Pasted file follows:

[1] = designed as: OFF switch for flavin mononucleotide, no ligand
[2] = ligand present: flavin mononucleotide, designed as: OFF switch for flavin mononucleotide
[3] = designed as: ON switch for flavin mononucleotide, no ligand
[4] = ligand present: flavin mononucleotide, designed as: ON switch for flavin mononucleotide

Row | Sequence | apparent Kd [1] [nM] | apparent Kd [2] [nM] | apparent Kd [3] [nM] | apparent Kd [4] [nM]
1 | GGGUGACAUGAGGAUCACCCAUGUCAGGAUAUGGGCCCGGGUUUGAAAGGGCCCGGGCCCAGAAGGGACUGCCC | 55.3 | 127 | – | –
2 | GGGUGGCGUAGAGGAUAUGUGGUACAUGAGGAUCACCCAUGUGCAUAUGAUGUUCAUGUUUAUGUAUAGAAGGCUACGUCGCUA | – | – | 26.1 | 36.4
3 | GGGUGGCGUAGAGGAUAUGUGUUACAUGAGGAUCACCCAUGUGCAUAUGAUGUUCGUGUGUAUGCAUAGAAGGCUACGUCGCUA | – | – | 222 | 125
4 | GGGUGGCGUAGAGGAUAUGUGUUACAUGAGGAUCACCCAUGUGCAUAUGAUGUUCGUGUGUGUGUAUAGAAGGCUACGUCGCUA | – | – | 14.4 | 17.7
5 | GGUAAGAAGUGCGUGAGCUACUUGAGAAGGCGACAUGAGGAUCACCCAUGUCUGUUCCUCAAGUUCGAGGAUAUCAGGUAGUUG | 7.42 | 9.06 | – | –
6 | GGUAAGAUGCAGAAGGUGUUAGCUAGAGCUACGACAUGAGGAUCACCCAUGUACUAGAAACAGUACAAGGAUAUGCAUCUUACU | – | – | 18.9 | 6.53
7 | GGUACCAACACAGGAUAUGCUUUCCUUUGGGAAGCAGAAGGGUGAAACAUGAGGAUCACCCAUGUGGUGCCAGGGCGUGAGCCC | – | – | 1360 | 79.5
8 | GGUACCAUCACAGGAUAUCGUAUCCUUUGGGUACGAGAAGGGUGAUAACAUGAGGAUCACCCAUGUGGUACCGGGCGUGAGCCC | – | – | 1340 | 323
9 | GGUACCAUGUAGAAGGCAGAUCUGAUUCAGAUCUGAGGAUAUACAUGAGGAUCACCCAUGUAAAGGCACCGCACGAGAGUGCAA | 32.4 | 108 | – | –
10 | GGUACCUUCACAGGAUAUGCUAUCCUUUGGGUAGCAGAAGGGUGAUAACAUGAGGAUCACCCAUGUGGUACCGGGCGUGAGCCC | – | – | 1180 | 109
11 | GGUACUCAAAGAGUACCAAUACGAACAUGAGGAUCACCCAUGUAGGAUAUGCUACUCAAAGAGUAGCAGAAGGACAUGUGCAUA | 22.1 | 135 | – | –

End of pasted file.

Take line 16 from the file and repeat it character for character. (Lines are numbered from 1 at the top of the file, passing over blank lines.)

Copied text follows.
11 | GGUACUCAAAGAGUACCAAUACGAACAUGAGGAUCACCCAUGUAGGAUAUGCUACUCAAAGAGUAGCAGAAGGACAUGUGCAUA | 22.1 | 135 | – | –